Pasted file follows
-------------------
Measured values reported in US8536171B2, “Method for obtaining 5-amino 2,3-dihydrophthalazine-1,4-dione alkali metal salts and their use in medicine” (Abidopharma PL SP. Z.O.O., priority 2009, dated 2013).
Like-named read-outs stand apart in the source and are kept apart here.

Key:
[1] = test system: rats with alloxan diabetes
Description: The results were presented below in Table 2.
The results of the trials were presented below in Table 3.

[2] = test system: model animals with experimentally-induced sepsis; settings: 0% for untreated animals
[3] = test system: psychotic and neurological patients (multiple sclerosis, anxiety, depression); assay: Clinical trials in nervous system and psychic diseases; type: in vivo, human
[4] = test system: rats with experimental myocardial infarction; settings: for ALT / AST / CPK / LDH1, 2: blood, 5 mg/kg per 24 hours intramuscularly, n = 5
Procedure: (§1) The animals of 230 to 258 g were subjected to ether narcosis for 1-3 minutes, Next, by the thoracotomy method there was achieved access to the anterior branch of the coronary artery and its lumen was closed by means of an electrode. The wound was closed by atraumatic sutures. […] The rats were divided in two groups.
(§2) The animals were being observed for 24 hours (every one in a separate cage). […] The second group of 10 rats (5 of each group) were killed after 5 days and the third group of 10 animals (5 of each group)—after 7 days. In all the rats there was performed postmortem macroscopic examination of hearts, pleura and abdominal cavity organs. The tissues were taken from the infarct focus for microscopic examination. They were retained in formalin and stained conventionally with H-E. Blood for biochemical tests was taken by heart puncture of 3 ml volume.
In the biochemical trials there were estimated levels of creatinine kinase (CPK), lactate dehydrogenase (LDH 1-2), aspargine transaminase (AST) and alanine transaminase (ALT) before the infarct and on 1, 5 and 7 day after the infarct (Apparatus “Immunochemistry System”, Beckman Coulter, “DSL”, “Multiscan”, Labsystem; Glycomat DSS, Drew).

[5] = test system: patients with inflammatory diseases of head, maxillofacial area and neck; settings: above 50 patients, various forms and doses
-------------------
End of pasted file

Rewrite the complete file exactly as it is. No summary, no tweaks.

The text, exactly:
Measured values reported in US8536171B2, “Method for obtaining 5-amino 2,3-dihydrophthalazine-1,4-dione alkali metal salts and their use in medicine” (Abidopharma PL SP. Z.O.O., priority 2009, dated 2013).
Like-named read-outs stand apart in the source and are kept apart here.

Key:
[1] = test system: rats with alloxan diabetes
Description: The results were presented below in Table 2.
The results of the trials were presented below in Table 3.

[2] = test system: model animals with experimentally-induced sepsis; settings: 0% for untreated animals
[3] = test system: psychotic and neurological patients (multiple sclerosis, anxiety, depression); assay: Clinical trials in nervous system and psychic diseases; type: in vivo, human
[4] = test system: rats with experimental myocardial infarction; settings: for ALT / AST / CPK / LDH1, 2: blood, 5 mg/kg per 24 hours intramuscularly, n = 5
Procedure: (§1) The animals of 230 to 258 g were subjected to ether narcosis for 1-3 minutes, Next, by the thoracotomy method there was achieved access to the anterior branch of the coronary artery and its lumen was closed by means of an electrode. The wound was closed by atraumatic sutures. […] The rats were divided in two groups.
(§2) The animals were being observed for 24 hours (every one in a separate cage). […] The second group of 10 rats (5 of each group) were killed after 5 days and the third group of 10 animals (5 of each group)—after 7 days. In all the rats there was performed postmortem macroscopic examination of hearts, pleura and abdominal cavity organs. The tissues were taken from the infarct focus for microscopic examination. They were retained in formalin and stained conventionally with H-E. Blood for biochemical tests was taken by heart puncture of 3 ml volume.
In the biochemical trials there were estimated levels of creatinine kinase (CPK), lactate dehydrogenase (LDH 1-2), aspargine transaminase (AST) and alanine transaminase (ALT) before the infarct and on 1, 5 and 7 day after the infarct (Apparatus “Immunochemistry System”, Beckman Coulter, “DSL”, “Multiscan”, Labsystem; Glycomat DSS, Drew).

[5] = test system: patients with inflammatory diseases of head, maxillofacial area and neck; settings: above 50 patients, various forms and doses